Launch of Stratford treasure hunt

Shakespeare's birthplace - Stratford treasure hunt Shakespeare's birthplace - Stratford treasure hunt

We at Treasuredays are delighted to announce the launch of our new treasure hunt in Stratford-Upon-Avon, Warwickshire.

Stratford is, of course, where William Shakespeare was born in 1566, and the town is very much focused on him.

Shakespeare’s Birthplace: Stratford treasure hunt

The first half of the treasure hunt centres on Henley Street, which runs diagonally through the middle of the town.  This is where you can find the restored Tudor house where William Shakespeare was born.  Shakespeare bequeathed the house to his daughter Susanna, and it later passed to descendants of his sister who owned it until 1806.  When the property was put up for sale in 1846, the showman P. T. Barnum proposed to buy it and transport it brick-by-brick to America. Charles Dickens and others formed a committee to raise money to purchase the property for the nation.  The resulting Shakespeare Birthplace Trust was incorporated by Act of Parliament.  

Next to Shakespeare’s Birthplace is the modern Shakespeare Centre, built in 1964 to accommodate the Trust’s library and collection of Shakespeare documents.  The Trust also manages several other properties in and around Stratford with connections to the bard.  These include the childhood homes of Shakespeare’s mother and wife, Mary Arden’s and Anne Hathaway.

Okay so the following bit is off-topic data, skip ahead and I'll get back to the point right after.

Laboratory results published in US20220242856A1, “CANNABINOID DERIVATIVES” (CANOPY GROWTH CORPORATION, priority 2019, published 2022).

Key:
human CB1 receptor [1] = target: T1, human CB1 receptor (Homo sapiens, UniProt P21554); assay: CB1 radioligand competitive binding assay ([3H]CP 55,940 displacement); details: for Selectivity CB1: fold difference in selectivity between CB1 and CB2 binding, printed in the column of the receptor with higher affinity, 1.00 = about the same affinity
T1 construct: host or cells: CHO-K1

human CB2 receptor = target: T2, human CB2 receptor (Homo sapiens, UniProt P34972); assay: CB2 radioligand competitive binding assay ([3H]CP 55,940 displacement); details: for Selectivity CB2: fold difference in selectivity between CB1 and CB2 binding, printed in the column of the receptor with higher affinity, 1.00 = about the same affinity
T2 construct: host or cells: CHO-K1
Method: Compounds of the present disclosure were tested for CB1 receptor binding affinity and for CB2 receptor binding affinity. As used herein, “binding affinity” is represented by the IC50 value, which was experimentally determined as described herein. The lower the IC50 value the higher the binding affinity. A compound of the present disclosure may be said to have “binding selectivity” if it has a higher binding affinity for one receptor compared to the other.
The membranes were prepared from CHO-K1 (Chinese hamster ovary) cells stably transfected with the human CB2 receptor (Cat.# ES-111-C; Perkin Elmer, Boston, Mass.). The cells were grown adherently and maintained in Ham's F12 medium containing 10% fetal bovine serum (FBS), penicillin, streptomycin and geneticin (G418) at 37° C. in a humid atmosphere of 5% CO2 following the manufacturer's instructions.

Another attraction in Henley Street is the Magic Alley magic shop, with its Creaky Cauldron haunted museum.  It is themed around the Chronicles of Wizard’s Thatch books by Dave Matthews, boasting that the first was published seven years before Harry Potter.  The Chronicles explore Shakespeare’s ‘lost years’ as a time-travelling wizard?

Bancroft Gardens: Stratford treasure hunt

The second half of the hunt explores Bancroft Gardens, a popular meeting and picnic place on the bank of the River Avon.  The Gardens also include the basin of the Stratford-Upon-Avon Canal, which was restored and re-opened to navigation in the 1960s.  

The site was formerly common land used for pasture and known as Bank Croft.  It was here in 1769 that David Garrick, the most famous actor of the day, funded and organised a 3-day Jubilee Festival to celebrate William Shakespeare.  Although the latter two days were completely rained off, this event is considered the beginning of international ‘bardolatry’ and of Stratford’s tourist industry.

The hunt ends on the plaza beside the Royal Shakespeare Theatre at the far side of the Gardens.  The current building was opened in 1932, after the original Victorian Shakespeare Memorial Theatre burned down.  In 2011, the theatre was re-opened by the Queen and Duke of Edinburgh following major renovations: they were treated to a performance of the balcony scene from Romeo and Juliet.

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